Von Heyl puts it like this…
“One reason that abstraction is going to be relevant is that by its nature it is more linked to design, and the problem of design as, or versus, art is at the core of everything right now. It’s almost the main question: how to get a painting beyond design? Why get a painting beyond design, that question is also still out there, but I don’t find it so interesting personally. Representation goes beyond design via psychology and narrative. But to get there without depictions, without representational images, which I just see as words—that is really hard. It is the sweeter victory and more surprising in the end…….”
Charline Von Heyl By Shirley Kaneda. Bomb Magazine Fall 2010.
Paintings are now often looked at as though they are nothing more than illustrations of a conceptual cliché. Similarly it sometimes feels as if art in general has become a kind of quasi puritanical demystification process with artist playing cultural historian come detective. In contrast what is great about this show is that there is no pre-destined curatorial/ theoretical escalator to get on. You can’t close your eyes and get told loads of stuff about what you should be thinking while you wait to get off at the other end.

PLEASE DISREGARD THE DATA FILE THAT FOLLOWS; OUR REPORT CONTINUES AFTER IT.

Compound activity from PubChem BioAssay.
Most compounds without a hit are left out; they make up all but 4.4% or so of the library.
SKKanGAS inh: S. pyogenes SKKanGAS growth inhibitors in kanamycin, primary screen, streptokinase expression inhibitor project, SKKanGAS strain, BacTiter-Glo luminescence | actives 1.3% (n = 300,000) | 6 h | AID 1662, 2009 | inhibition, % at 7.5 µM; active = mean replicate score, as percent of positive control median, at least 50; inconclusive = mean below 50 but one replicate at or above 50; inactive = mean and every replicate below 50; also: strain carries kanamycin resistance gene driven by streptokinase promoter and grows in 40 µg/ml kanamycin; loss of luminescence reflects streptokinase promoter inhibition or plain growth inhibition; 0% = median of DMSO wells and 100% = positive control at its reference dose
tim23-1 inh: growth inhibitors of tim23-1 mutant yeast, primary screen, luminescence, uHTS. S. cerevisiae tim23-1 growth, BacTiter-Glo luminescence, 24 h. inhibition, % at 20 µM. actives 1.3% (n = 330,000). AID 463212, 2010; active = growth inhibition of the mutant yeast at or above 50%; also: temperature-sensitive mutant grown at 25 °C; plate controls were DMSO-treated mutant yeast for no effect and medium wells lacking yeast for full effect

This is the kind of abstract art that gets out there in the big dirty world rather than looking to theory, academia, historicism or personal back-stories for sustenance. It is in the rubric of abstraction that artists have historically tested the limits of what a painting might be. Von Heyl renews this tradition of innovation and experiment. Experiment means formation as much as information. It means Destruction as much as it could mean deconstruction. It is about production as well as reproduction. Jump in that elevator to the 4th floor of Tate Liverpool. Inhale deeply while taking in the views of the almighty Mersey. Then watch with amazement as Von Heyl rips up these shopping mall spectres of glass, steel and photo-shopped consumption in a way that only 21st century abstraction can.
John Bunker 2012.
On Thursday 17th May at 6.30pm John Bunker will be leading a tour and Q&A of his show ‘SUNBURSTS IN THE CITY OF SHADOWS!’ at Unit 3 Project Space.